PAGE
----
Endstop General Setup

Hello all, I’ve re-purposed my MPCNC for 3d printing, and it has been doing great, however I would love to do some software-sided bed leveling (I do not mind if it is one flat plain because I am using a glass bottom), and apparently endstops are needed for this. So before purchasing I wanted to know:

In addition to the rolling limit switches in the shop, what else do I need?

If anyone with a mini-Rambo could show how they plugged in the endstops it would be super helpful, I realize that a few basic steps are on “Auto Square, Dual Endstops Post”, but I just couldn’t follow without any pictures.

Thanks in advance for the help,



You can’t auto square and 3D print, it uses the same ports. You can still auto level just like any other printer, If you find a tutorial you like all the same applies.

Ryan, I don’t think he’s talking about dual endstops, just endstops and a Z probe, used for auto leveling.

The inductive sensors won’t be able to feel far enough through the glass. What z probe are you using?

There is a good video (although it’s a bit old) on the different configuration options in Marlin. It’s by Thomas Sanlanderer.

Thanks Jeffeb3, sorry for the super-delayed response. I actually didn’t purchase any endstops or z-probes yet, because I know that it might get complicated with the glass bed.

I watched this video:


as well as this one:


But I’m still quite confused on which one to choose, I’ve been looking at quite a few capacitive sensors, but all of the reviews deem them too unreliable for 3d printing.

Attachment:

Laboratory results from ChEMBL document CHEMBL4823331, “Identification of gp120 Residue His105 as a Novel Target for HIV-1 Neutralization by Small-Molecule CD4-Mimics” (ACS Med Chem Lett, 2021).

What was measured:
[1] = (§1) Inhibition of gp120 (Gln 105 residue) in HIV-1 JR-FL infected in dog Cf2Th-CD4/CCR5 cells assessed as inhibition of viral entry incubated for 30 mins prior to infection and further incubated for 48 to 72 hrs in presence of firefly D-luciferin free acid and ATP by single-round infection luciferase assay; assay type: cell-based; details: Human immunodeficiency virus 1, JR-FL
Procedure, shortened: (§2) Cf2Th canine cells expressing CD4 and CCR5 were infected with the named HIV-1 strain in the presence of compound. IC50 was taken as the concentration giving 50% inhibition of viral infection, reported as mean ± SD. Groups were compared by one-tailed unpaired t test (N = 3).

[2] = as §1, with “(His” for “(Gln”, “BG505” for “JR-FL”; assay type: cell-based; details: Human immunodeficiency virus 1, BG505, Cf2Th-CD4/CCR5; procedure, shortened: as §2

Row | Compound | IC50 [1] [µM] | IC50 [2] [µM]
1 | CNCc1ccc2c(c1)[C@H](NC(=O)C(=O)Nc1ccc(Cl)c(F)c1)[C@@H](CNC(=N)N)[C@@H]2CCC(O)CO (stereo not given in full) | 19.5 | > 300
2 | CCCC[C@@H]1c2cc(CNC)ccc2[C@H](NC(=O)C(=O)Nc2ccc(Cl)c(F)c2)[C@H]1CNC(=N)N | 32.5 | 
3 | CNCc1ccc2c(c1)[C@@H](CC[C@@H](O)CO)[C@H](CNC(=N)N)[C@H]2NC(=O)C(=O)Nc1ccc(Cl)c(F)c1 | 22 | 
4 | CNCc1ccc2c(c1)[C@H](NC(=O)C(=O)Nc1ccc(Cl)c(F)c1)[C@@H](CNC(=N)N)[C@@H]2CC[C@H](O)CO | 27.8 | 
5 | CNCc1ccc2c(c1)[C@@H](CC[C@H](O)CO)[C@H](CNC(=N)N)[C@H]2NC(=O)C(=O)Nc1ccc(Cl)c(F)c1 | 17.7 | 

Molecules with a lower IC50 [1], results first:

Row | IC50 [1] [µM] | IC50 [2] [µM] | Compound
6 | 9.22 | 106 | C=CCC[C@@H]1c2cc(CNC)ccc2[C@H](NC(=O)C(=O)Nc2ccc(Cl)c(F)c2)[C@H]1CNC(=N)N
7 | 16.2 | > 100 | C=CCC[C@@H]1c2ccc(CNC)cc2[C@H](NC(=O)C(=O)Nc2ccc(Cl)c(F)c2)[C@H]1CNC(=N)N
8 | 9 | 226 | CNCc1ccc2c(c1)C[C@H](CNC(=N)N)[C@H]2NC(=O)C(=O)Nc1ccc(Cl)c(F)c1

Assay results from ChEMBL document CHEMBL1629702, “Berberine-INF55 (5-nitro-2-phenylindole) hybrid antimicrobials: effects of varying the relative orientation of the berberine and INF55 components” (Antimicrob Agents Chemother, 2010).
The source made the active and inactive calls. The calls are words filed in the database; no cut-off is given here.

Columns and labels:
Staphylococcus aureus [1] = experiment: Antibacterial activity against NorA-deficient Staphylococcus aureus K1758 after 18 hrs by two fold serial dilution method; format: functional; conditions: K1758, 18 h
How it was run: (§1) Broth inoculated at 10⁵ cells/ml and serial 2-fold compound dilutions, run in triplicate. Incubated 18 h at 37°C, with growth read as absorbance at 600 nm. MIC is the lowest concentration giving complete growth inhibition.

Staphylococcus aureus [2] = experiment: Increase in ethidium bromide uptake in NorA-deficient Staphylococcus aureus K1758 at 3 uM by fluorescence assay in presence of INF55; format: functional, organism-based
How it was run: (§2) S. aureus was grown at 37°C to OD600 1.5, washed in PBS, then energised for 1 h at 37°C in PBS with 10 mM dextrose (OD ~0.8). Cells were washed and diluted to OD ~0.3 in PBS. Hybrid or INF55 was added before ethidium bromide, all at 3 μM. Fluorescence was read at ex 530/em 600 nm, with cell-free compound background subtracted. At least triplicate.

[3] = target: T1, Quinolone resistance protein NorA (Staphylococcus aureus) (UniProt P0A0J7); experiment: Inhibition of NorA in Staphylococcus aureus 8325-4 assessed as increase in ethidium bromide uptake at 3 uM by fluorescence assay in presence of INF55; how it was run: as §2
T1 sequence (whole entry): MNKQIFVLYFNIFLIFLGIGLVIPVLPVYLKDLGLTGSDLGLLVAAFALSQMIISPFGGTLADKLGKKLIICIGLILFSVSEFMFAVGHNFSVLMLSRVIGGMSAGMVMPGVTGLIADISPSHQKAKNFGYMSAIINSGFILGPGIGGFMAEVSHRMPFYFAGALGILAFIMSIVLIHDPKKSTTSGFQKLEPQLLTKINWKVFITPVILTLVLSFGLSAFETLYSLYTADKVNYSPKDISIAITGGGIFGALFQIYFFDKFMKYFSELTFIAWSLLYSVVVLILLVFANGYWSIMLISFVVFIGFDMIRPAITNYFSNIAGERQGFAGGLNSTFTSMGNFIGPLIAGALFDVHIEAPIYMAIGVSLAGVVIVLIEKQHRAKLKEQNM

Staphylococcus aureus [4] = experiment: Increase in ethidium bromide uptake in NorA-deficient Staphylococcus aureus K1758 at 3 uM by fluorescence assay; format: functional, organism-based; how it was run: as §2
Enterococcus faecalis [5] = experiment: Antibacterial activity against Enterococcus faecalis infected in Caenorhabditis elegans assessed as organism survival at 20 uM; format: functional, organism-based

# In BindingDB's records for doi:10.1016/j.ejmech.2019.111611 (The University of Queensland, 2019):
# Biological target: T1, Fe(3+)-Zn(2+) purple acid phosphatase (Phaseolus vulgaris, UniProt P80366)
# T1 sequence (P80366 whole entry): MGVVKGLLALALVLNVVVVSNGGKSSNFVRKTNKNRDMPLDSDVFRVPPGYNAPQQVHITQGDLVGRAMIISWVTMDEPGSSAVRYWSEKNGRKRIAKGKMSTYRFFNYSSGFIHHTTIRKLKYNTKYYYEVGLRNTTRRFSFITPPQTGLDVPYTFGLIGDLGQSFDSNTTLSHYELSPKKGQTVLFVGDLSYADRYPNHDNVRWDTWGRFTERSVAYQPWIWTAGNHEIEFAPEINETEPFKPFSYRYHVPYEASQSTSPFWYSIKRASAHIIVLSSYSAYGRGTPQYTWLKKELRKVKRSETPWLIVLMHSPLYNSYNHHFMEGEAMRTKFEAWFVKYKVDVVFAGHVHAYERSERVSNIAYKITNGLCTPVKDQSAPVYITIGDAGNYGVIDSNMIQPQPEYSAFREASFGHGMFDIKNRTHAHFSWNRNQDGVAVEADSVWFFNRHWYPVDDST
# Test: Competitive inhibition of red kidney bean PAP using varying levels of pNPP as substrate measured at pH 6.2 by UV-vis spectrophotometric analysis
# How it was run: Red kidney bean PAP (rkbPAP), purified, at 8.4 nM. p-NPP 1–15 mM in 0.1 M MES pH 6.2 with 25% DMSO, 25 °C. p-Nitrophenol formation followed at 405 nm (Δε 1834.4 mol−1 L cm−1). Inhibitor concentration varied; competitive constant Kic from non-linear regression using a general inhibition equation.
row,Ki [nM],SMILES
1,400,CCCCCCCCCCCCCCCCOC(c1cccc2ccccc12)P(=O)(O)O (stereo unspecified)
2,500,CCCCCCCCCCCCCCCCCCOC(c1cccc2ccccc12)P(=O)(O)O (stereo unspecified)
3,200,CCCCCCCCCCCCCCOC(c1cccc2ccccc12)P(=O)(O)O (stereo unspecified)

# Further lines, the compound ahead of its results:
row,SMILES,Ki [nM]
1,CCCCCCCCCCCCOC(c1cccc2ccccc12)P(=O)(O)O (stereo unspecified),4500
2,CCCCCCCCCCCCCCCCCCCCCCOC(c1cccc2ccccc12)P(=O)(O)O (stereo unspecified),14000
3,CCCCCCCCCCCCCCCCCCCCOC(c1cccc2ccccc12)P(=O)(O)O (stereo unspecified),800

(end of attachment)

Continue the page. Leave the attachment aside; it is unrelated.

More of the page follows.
After doing some more research, and watching a few more YouTube videos, I stumbled upon these few articles that said that it was possible to manually level without a sensor and for the data to be saved (I don’t think I should really need to do it every time since the mpcnc is firmly bolted onto a quarter inch thick glass, especially if I will have to be using paper to level it every time, but I am willing to do it every now and then), but end stops are still needed to home it:





Do you think that this might work? (I’m still new at this and really don’t understand all of these gcode commands)

Sorry, I know this is a long post, but would really love to get this working, right now I am restricted to printing in a really small area because my machine is just that uneven.

Just wanted to thank y’all again for your help, and Ryan, even though the prints I’ve been doing are quite small and somewhat slow the quality is AMAZING, great design!


Can you put up some pictures of the setup as you use it?

I am not one for auto level and I have a feeling we can get you up and running without it. Your machine is (should be) running level and true. The bed should be mounted on 3 points and planar to the machine as much as possible, with or without leveling.

If you are describing your glass print surface has a hump in it you are best to get another piece of glass for a few dollars. Use a thick first layer (.32mm for a 4mm nozzle) and lay the first layer down at 35% speed from the rest of your print. If you still need auto level after that you can use the capacitive probes in which I have no experience with, bl touch sort of deal, swing out endstop, or yes manually with a feeler guage of some sort, there are even optical probes.

You should be able to print on your full bed without autolevel, auto level just makes it more reliable.

The pictures are attached below, the bed just recently got cracked in one corner, but it is still pretty stable. In the pictures you can see that it isn’t just a glass bed, but a glass base in general, and no matter how hard I try the legs just refuse to be sanded down to the same size, that’s why I’m leaning towards the software sided bed leveling.